It’s pedal-to-the-metal time for Steve Souter as he pushes offshore to sample the fantastic Alderney tope fishing out beyond the notorious Casquets rocks.
The engine might even have hummed ‘Mack the Knife’ as the Raider 18 cleaved a wicked white scar in the sea’s almost perfect skin. Mark Harding studious at the wheel, and I, spoke little, enjoying instead the wind in our faces as we fizzed offshore to a spot beyond a renowned group of jagged islets named the Casquets.
These Casquets are found 13 km to the northwest of Alderney and are both culprit and killer in a legacy of shipwrecks galore. A line from 1869 novel ‘L’homme qui Rit’ (Laughing Man) by French author Victor Hugo, states the obvious in declaring: “To be wrecked on the Casquets is to be cut into ribbons”.
Most famously perhaps, in 1744 HMS Victory was lost here after reputedly running aground. Likewise, in 1899 the tragic passenger ferry SS Stella struck rocks in fog, sinking in 8 minutes with the loss of more than 100 lives. In 2006, the Cherbourg-based fishing trawler ‘Kleine Familie’ sank close to the dreaded Casquets in more sinister circumstances after an alleged collision with another vessel.
Smirking like Jack the Ripper on a hot date, Mark assured me we wouldn’t be steering anywhere near close enough to court catastrophe. But having experienced some of the right ropey places the ginger-headed tyrant wriggles in and out of for bass, I was no less disturbed for this assurance.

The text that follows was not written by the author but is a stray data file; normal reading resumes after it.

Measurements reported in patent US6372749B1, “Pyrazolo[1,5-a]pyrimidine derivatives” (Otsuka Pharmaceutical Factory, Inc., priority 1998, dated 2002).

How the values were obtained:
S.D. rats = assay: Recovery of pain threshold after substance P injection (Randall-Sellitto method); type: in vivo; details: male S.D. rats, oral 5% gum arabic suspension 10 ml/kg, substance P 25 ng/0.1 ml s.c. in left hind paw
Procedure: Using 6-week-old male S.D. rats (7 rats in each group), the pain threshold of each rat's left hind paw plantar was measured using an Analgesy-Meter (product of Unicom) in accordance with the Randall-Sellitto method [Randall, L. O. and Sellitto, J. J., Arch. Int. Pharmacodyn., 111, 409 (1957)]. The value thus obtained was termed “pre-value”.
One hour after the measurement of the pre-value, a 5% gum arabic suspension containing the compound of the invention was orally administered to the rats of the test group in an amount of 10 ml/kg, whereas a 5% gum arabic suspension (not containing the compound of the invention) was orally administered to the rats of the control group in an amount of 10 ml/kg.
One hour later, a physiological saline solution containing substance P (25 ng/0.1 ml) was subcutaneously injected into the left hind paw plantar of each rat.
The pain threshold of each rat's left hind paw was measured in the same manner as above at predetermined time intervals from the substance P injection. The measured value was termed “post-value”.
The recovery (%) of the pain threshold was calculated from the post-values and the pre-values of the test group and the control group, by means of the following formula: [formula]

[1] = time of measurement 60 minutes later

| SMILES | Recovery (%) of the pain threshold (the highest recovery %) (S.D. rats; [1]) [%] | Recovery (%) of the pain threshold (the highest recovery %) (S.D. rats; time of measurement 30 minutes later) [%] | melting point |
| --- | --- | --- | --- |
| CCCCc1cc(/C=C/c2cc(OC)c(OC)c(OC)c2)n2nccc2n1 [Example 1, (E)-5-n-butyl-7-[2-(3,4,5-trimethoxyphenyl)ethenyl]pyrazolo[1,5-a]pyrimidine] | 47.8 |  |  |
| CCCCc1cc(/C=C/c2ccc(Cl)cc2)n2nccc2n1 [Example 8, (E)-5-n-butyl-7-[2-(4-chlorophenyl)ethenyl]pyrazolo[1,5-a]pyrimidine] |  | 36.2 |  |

We’d glutted on bass in recent days, and the focus now was on another Alderney species ‘A’ lister – tope. Skipper Mark was not lacking in confidence as he made for the magic numbers displayed on the chart plotter. He bravely promised rabid tope aplenty during the latter stages of the flood when the tide ran just right… but first, he proposed a little diversion.
With time to play with, Mark angled eastward intent on investigating a series of reef marks reputed to be swarming with brawny pollack. Fishing on the drift, 7-inch jellyworms worked tantalisingly on long flowing rigs battered numerous pollack to 9lb before the clock hastened us on to our real purpose out in the Channel wilds.
In clear sight of the Casquets, the sounder showed a pronounced slope from 90 feet falling away to 130 feet at the bottom. The boat was anchored so that baits would drop back and tickle the base of the feature. Mark described the ground as ‘clumpy’ with an odd grabbing snag but nothing serious.
The dangerous temptation is to man more than one rod each when numbers of tope are anticipated. This however is a gamble that can go horribly wrong when fate sees multiple tope blast off at the same time, and you discover that you are not in fact an octopus, and haven’t got enough limbs to deal with the ensuing fracas. Mark and I prepared one rod each. I used a Team Daiwa 12/30 boat rod and Saltist STT30TH reel loaded with 30 lb braid. The rig was a simple five-foot length of 250 lb co-polymer to a strong 8/0 hook, ahead of a 1 lb lead clipped to a sliding boom.
Give me fresh blood-filled mackerel for tope every time I say. Problem was there weren’t any mackerel anywhere that we could find. Back-up was a selection of alternative frozen fish, including a block of iced garfish. Now gar flesh isn’t a bait I had previously used for anything other than cannibalistic garfish until this visit to Alderney. But since venturing over here, this perhaps unorthodox bait, had caught me turbot, bass, bream, and pollack. Now we’d see if it would return on tope.